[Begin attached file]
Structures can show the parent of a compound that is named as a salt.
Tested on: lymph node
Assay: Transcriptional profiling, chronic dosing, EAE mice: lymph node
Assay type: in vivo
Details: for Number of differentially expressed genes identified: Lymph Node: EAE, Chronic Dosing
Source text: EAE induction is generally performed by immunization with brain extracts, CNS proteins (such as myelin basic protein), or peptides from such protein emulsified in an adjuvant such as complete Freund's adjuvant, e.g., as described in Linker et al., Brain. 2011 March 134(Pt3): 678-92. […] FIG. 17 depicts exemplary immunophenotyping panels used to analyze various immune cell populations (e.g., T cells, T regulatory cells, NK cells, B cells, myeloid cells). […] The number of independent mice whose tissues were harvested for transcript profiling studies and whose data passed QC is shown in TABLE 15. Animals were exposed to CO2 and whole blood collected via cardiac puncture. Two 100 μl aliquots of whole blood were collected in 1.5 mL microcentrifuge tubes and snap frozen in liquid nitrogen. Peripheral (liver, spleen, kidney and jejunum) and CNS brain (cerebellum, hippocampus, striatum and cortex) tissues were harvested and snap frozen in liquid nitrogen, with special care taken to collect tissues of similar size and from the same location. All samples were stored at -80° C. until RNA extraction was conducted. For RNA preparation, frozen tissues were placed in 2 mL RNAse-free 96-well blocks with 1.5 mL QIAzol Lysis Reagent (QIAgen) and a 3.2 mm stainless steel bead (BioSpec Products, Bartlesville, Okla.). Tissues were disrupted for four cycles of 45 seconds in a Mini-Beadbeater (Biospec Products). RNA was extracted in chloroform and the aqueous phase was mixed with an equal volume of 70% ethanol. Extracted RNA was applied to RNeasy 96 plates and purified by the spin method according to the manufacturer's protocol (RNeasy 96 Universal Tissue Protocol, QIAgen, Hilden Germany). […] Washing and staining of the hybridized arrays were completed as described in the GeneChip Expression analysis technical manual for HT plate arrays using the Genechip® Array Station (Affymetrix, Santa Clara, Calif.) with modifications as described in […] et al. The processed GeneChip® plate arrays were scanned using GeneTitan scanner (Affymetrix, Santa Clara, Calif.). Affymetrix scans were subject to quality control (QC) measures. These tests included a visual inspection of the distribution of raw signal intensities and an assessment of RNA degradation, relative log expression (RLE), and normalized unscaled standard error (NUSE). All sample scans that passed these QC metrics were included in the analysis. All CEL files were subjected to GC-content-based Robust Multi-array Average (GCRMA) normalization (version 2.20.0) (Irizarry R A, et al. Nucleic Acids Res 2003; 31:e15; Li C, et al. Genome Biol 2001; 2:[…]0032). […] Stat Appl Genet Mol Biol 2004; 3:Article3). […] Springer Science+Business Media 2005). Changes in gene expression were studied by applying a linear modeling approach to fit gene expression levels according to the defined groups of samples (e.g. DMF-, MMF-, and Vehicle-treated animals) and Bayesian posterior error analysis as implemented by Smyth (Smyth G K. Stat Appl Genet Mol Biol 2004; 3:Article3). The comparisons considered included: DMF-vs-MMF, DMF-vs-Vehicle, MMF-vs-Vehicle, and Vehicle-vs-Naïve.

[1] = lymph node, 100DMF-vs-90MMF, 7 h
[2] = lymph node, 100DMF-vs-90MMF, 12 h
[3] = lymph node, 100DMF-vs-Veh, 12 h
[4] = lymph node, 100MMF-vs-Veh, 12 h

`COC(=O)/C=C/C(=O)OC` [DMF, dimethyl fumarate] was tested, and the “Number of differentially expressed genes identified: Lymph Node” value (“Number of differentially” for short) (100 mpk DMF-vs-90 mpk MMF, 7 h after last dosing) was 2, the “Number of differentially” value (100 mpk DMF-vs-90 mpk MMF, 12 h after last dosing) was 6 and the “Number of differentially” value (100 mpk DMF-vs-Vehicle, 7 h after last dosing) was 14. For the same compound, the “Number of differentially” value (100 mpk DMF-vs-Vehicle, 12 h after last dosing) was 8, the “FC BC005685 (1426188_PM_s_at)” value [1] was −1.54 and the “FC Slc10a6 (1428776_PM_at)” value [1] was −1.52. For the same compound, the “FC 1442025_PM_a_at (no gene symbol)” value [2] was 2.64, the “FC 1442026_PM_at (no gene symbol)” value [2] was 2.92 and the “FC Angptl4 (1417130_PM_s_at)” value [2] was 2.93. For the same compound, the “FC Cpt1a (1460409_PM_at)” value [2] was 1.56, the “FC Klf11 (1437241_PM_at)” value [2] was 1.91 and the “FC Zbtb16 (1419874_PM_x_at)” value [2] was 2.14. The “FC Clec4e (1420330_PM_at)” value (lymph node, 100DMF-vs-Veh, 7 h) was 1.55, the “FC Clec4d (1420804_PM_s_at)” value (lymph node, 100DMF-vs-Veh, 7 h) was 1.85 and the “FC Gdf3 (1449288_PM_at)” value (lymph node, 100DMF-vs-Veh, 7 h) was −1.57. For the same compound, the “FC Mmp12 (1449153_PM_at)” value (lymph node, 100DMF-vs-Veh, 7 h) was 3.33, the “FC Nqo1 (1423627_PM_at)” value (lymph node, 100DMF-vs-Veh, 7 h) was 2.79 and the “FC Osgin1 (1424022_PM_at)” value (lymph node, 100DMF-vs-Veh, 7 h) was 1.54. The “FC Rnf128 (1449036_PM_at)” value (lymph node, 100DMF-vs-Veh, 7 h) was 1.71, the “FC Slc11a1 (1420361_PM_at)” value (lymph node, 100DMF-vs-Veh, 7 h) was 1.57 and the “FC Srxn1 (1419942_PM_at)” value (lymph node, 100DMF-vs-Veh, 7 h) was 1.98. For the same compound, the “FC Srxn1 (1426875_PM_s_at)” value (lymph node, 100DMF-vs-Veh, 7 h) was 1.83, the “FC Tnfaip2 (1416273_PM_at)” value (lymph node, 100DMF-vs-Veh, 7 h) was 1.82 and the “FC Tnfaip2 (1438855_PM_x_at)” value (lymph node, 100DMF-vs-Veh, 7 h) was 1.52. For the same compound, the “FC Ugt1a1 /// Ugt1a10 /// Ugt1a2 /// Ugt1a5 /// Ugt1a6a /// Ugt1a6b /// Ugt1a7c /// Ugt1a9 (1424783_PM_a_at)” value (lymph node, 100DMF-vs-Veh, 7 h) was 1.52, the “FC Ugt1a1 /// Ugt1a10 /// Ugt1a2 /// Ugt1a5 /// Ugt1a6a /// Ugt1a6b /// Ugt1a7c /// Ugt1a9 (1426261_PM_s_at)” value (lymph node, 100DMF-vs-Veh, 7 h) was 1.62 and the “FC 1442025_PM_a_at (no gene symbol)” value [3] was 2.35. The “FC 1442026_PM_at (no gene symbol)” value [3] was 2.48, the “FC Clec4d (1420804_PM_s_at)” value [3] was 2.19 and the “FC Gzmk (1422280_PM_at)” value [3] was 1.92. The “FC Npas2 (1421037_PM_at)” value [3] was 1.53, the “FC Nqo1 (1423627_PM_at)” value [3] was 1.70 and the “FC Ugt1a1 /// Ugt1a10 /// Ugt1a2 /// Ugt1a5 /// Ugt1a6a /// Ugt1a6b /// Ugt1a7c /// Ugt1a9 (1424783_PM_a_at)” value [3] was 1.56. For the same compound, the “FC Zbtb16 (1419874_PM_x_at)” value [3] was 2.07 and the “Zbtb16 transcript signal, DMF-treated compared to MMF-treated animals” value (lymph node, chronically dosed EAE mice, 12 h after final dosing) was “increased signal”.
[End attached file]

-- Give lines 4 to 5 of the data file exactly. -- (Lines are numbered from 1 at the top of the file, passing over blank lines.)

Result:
Assay type: in vivo
Details: for Number of differentially expressed genes identified: Lymph Node: EAE, Chronic Dosing